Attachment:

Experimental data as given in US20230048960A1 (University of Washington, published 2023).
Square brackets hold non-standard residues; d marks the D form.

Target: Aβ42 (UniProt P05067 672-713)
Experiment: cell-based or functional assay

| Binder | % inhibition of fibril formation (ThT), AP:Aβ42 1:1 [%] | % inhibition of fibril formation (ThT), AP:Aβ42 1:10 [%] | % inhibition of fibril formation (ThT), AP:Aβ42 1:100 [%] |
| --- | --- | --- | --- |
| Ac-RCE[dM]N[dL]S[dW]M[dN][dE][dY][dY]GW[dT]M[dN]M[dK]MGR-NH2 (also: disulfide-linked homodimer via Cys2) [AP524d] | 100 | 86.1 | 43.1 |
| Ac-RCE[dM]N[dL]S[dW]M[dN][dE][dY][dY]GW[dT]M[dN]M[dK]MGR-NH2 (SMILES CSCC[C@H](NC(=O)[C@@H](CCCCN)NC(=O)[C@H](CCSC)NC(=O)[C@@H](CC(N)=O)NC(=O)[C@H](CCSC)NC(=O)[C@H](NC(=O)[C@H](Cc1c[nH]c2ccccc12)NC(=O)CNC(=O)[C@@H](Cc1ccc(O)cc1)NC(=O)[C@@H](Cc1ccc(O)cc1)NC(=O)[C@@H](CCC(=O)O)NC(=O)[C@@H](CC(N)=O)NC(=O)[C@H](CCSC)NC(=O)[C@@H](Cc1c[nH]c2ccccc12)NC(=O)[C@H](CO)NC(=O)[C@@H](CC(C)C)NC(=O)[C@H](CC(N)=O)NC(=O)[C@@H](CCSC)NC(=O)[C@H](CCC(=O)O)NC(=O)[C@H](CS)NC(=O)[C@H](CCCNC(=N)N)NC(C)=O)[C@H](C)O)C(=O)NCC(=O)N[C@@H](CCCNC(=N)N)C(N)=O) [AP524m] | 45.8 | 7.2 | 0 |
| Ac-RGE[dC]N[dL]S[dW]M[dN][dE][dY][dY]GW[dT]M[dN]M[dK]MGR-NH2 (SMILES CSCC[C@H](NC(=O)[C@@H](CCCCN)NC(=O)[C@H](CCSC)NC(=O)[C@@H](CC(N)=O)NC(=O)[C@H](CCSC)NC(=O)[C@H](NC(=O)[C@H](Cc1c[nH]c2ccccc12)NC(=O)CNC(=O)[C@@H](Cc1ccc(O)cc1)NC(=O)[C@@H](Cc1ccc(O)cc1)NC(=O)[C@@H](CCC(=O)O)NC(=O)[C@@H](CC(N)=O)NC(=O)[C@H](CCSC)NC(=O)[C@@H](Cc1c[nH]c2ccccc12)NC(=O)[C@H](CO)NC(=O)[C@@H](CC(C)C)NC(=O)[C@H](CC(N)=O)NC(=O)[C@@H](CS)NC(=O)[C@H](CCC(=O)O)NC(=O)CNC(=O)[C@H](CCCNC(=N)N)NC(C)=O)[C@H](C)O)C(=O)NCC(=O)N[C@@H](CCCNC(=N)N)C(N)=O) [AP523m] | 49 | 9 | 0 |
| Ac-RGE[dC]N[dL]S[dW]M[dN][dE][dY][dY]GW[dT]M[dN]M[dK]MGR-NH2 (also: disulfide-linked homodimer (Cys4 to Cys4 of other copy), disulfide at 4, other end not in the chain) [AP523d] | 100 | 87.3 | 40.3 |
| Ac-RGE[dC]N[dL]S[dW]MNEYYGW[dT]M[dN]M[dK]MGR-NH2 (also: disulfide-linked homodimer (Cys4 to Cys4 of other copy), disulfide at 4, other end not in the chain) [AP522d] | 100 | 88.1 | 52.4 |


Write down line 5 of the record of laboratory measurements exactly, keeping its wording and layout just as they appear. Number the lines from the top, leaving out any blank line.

| Binder | % inhibition of fibril formation (ThT), AP:Aβ42 1:1 [%] | % inhibition of fibril formation (ThT), AP:Aβ42 1:10 [%] | % inhibition of fibril formation (ThT), AP:Aβ42 1:100 [%] |